May 21, 2015
Presidential Primary Trade-Off: Worth It?
While we all know political moves always involve trade-offs of some kind, it’s not always easy to figure out just what all those trade-offs are — and what they really mean. Gov. Hutchinson’s special session call now includes a move to change Arkansas’ presidential primary, and all other state/local primaries, from late May to March....
Gov. Hutchinson’s special session call now includes a move to change Arkansas’ presidential primary, and all other state/local primaries, from late May to March. You might think, “Not much effect, so what?”
Arkansas wants to have more impact on the selection of the presidential candidate by moving the primaries into the earliest part of the primary season — but what about our annual legislative sessions each February?
Well, this move also would change the legislative fiscal session in each presidential election year to April — a bad idea for voters and for the state budget.
Arkansas’ fiscal year runs May to June; moving budget deliberations so close to year-end would put excessive pressure on the legislature to smoothly manage its finances. Financial decisions that affect Arkansas government for 2 years would have to be settled within a short 60-day time period!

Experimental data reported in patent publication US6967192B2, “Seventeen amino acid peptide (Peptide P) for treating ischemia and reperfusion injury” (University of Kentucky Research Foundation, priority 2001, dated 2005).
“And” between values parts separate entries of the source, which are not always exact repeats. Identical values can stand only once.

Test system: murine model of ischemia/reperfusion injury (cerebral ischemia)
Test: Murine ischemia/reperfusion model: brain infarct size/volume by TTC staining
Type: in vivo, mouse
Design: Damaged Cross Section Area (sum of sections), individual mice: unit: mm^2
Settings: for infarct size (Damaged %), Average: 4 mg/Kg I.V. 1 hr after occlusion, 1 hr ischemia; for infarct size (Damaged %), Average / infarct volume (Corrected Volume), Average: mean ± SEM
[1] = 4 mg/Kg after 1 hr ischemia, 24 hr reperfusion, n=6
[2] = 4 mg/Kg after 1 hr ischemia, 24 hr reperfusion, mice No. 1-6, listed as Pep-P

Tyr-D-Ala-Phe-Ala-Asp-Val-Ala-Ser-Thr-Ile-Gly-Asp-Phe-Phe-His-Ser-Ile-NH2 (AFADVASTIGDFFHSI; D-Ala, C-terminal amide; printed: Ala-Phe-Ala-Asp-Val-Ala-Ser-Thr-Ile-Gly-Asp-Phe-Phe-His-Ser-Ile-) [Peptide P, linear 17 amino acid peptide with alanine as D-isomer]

Administrative maneuvers like invoking very short timelines make it easier for lawmakers to push unwanted policies into place. The result is a chilling effect on taxpayers’ participation in decision-making. The last couple of legislative sessions have exquisitely demonstrated that tactic in action.
It’s even worse for involved voters who actually care about the actions of their elected officials. Voters are at a disadvantage under the revised schedule. Accountability takes a giant step backward.
Holding primaries in May means voters have just seen lawmakers at work during the February-April fiscal session. Knowing how those votes just came down — and how lawmakers advocated for their election platforms — strongly influences both incumbents and challengers in a healthy way.
Holding the fiscal session in April means almost a full year passes before voters go back to the polls. Accountability suddenly becomes much easier for lawmakers.
Moving the primary date is likely to be a huge benefit to Obamacare supporters in the Arkansas legislature.
Because the candidate filing deadline is likely to be before legislators have to go on record to support a new Obamacare plan that could draw out primary candidates who oppose Obamacare.
This is the trade-off: Having more impact on the selection of a national presidential candidate vs. losing more taxpayer citizen accountability.
Is it worth it to you?